4. Select low-fat dairy options and foods that provide similar nutrients as dairy products.

Calcium is the main mineral that makes up bones and dairy is the best source of calcium in the human diet. We also need to take in Vitamin D, which the body needs to absorb calcium and phosphorus.

Most people know that bones and teeth develop during childhood, but did you know that they continue to develop until around age 35? Over the course of a lifetime, calcium deficiency can lead to the breakdown and loss of bone tissue and increase the risk of developing the bone-thinning disease osteoporosis later in life.

Some people have a dairy intolerance or allergy, or do not eat dairy due to religious or dietary restrictions. Milk replacement products can be found in the dairy section of most food stores.

Almond milk has just as much calcium and vitamin D as cow's milk but only about ¼ as much protein. However, many milk substitute drinks have added sugar, so be sure to look for the unsweetened varieties.

One serving of dairy is equal to:

  • 1 cup of milk, yogurt, or soymilk
  • 1 ½ oz or 2 slices of natural cheese (cheddar, mozzarella, Swiss, Parmesan)
  • 2 oz or 3 slices of processed cheese (American)
  • 1/3 cup shredded cheese
  • ½ cup ricotta cheese
  • 2 cups cottage cheese
  • 1 cup frozen yogurt

There are also non-dairy foods that are good source of calcium, phosphorus and Vitamin D. Some examples are:

  • canned salmon and sardines, with bones
  • soybeans and soy products such as tofu made with calcium sulfate, soy yogurt, and tempeh
  • white beans
  • almonds
  • leafy green vegetables such as broccoli, spinach, bok choy, collard greens, kale, mustard greens, and turnip greens
  • 100% orange juice fortified with calcium and vitamin D


Sodium is needed in fairly small amounts in the body. Sodium helps with muscle contractions nerve function and the regulation of fluids in and out of cells. Getting enough salt is never a problem since it is found naturally in some foods.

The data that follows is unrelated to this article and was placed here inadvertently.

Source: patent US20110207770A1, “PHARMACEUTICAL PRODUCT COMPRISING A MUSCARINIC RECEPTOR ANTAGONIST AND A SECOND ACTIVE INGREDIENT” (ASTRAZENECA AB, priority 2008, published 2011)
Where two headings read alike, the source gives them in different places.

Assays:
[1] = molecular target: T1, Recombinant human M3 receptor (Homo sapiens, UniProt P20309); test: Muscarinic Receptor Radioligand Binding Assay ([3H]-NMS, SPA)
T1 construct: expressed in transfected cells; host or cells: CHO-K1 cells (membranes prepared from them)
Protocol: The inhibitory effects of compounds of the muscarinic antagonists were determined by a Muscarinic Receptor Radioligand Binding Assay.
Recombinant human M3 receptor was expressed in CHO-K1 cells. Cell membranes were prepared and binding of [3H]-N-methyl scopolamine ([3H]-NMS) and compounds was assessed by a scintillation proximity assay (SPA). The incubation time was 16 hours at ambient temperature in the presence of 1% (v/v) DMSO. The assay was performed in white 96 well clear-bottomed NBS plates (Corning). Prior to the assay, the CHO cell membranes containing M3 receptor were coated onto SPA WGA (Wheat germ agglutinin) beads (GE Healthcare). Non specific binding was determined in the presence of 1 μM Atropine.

In some people, sodium increases blood pressure by holding excess fluid in the body and creating an added burden to your heart. Blood pressure also tends to rise as we age. Getting too much sodium in your diet can lead to hypertension high blood pressure and lead to stroke.

Use these tips to lower your salt and sodium intake:

  • Draining and rinsing canned vegetables can reduce sodium content by 10-40%
  • Remove the salt shaker from the table.
  • Season food with herbs and spices such as tarragon, dill, basil, thyme, mint, garlic, oregano, cinnamon, vinegars, and fruit juices such as lime, lemon and orange. Check out our recipes for spice mixes in the recipe section!

6. Choose water first.

Getting enough water on a daily basis is important for good overall health. When you choose to drink water you will reap the health benefits of water as your beverage of choice.

Water quenches thirst and delivers nutrients to your cells. Water helps to regulate normal body temperature, prevents infections and kidney stone formation, lubricates and cushions joints, maintains blood pressure, boosts performance during exercise, and helps prevent constipation. The average adult loses about 10 cups of water a day and even faster when it’s really hot outside, when you are experiencing fever, diarrhea or vomiting and when you are physically active.

If you feel thirsty or have a dry mouth, that is an immediate sign that you need to drink more water. But instead of waiting until you are thirsty, drink water throughout the day.

Here are some tips to help you drink more water:

  • Carry a water bottle with you for easy access and when water is not accessible.
  • Add a wedge of lemon or lime to your water to help improve the taste
  • Consider adding spices and herbs to your water, such as mint
  • Each time you walk by a water fountain, take a water break
  • Choose water instead of sugar sweetened beverages
  • Add low-sodium soups to lunch and dinner
  • Choose water when eating out – it can save you money
  • Drink skim or low-fat milk or 100% juice as a snack
  • Drink carbonated water at social gatherings instead of sugary beverages

Visit our recipe section for some delicious and affordable menu items!


Learn about healthy eating and being active from Steph and Ned!